A debtor has a promissory note with a creditor to repay $25k. In compliance with the payment terms, the debtor sends the creditor valid monthly payments that the creditor either refused tender or failed to apply to the outstanding loan balance, but instead assessed and capitalized interest on the balance and amounts that the debtor attempted to pay. The debtor tendered a substantial payment to the creditor for half of the entire remaining balance owed on the loan, i.e., $12k; however, the creditor cashed the check but did not apply the payment against the loan balance. Instead, the creditor declared the debtor as delinquent and default when it knew the loan was neither delinquent nor in default, and has attempted to collect the entire loan balance from the debtor in an amount that it knows is not owed. Can a claim for conversion be made out of any of these facts since the creditor took the $12k payment and has kept it without applying it to the debtor's loan? What claims does these facts present?
Is this a bank or other commercial lender? If so, you can file a complaint with the agency that oversees the bank. If it is a private individual, you will need to file a Declaratory Judgment lawsuit in the Circuit Court of the County where you live, and get a Court order about how much you have paid and how much you owe. This is a matter best considered under the applicable State law. I would strongly suggest that you consult with a local attorney (perhaps selected from the AVVO website resources) with experience in this area of law, to offer a free initial consultation and perhaps assist with the process. Once you are comfortable with he or she, hire them to represent you. If this information was helpful to you, even if you do not like or agree with the advice, please let me know by clicking on the “Helpful” or “Best Answer” button. Or, if I really hit a home run, write a positive Review. That is the only payment we receive for these answers. Good luck!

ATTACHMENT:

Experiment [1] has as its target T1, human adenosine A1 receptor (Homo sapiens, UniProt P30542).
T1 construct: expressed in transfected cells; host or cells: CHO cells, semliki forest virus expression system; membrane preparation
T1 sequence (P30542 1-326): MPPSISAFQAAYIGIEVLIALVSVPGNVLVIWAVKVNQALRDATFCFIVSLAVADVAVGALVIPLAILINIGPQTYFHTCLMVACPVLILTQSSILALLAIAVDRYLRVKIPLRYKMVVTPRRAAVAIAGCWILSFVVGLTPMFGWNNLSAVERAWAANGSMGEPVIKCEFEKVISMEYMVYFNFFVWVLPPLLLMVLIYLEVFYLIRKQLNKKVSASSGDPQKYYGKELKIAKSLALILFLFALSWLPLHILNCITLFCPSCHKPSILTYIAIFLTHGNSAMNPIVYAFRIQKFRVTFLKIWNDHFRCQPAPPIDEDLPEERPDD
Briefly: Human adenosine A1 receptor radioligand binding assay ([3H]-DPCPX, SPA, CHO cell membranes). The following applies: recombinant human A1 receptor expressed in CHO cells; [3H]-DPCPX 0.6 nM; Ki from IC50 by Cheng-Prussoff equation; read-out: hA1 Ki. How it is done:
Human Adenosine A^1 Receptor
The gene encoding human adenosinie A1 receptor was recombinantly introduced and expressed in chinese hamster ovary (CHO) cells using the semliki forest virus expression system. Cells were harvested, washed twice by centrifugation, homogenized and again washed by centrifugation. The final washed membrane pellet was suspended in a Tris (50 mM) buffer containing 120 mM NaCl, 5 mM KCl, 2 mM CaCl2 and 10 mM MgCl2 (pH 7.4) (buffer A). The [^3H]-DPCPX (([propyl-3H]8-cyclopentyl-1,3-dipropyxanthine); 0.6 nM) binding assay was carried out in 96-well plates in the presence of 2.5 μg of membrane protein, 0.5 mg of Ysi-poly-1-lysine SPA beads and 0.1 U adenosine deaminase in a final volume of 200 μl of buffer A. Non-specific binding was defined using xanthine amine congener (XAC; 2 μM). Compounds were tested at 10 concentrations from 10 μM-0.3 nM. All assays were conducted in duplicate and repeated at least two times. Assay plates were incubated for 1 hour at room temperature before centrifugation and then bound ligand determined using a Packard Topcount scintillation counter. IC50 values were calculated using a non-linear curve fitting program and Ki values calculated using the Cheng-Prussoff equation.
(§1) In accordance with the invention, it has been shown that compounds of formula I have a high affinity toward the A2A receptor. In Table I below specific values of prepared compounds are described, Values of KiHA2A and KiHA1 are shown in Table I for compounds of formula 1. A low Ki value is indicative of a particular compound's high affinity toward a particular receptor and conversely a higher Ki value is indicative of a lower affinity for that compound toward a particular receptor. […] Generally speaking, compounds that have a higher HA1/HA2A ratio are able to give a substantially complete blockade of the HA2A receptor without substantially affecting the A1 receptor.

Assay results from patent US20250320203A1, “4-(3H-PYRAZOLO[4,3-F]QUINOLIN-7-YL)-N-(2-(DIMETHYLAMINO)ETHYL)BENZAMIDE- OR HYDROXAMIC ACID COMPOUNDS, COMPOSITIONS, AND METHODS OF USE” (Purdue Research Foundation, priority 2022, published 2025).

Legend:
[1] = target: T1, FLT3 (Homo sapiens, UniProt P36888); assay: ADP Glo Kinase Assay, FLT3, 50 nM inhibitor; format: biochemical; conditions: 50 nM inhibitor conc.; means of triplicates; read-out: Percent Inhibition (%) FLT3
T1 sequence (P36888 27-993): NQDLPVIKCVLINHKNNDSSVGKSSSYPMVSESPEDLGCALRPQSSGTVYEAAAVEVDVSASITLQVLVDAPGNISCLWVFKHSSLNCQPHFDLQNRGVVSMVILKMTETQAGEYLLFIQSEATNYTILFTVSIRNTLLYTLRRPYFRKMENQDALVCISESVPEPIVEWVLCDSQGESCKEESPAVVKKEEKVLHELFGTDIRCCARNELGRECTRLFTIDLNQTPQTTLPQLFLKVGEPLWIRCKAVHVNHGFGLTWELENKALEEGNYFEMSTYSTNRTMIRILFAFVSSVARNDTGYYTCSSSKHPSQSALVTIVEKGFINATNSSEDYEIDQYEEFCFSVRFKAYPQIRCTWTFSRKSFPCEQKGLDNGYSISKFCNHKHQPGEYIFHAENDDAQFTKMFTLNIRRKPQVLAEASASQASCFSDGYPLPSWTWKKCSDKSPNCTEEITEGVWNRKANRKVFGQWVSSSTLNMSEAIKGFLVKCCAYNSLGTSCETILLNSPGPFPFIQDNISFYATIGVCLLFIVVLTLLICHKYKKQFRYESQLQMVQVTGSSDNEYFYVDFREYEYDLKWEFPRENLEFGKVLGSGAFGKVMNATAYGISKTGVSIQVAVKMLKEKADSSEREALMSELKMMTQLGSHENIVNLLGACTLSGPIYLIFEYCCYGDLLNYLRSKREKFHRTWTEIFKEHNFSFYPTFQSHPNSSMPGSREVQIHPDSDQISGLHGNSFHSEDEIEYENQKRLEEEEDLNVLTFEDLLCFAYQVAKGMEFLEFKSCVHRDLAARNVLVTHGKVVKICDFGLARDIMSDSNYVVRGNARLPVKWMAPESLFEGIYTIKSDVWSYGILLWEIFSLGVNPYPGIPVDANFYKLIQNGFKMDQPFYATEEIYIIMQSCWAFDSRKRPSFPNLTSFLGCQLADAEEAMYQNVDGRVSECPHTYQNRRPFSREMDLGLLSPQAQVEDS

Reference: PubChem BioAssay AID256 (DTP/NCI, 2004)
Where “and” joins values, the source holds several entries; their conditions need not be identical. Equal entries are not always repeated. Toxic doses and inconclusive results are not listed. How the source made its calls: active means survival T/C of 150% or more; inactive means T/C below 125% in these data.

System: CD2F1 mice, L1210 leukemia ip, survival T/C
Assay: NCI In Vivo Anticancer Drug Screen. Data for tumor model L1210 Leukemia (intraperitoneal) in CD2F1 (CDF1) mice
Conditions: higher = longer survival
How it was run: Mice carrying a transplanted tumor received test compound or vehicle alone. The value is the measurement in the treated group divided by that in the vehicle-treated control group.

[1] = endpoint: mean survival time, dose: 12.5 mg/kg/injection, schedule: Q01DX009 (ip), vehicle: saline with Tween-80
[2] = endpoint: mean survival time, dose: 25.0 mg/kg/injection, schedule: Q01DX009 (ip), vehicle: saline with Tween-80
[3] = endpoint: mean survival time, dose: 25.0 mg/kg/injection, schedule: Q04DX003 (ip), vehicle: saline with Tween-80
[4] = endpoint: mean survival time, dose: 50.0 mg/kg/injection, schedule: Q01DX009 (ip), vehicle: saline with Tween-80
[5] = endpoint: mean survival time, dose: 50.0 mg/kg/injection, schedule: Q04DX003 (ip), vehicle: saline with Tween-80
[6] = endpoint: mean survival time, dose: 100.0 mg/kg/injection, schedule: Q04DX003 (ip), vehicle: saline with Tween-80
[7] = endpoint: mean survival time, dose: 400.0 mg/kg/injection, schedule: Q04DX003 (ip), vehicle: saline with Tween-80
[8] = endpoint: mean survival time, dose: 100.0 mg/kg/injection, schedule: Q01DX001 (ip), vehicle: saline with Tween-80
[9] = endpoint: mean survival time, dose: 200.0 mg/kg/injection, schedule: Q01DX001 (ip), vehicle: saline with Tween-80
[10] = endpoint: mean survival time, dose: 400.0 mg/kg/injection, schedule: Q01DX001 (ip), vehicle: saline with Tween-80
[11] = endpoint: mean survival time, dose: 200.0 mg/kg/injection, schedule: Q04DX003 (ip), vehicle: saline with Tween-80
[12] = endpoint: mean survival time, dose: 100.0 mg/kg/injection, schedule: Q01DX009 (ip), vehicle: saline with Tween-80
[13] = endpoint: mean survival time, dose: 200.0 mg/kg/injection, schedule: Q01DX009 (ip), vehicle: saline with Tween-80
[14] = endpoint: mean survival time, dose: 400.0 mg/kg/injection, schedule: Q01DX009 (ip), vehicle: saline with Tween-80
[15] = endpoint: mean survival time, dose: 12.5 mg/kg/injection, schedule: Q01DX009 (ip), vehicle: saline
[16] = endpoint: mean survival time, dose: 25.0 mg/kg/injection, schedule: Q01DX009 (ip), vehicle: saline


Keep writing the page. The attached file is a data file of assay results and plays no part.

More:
This information is provided as general guidance only, not actual legal advice. I have not reviewed your paperwork, and unless this is a Maryland case, I am not licensed to practice law in your State. The fine points of your question are often found in the laws of your State. So, this response is not intended to be legal advice and you should not rely on this information to make decisions. I urge you instead to consult with a local attorney.
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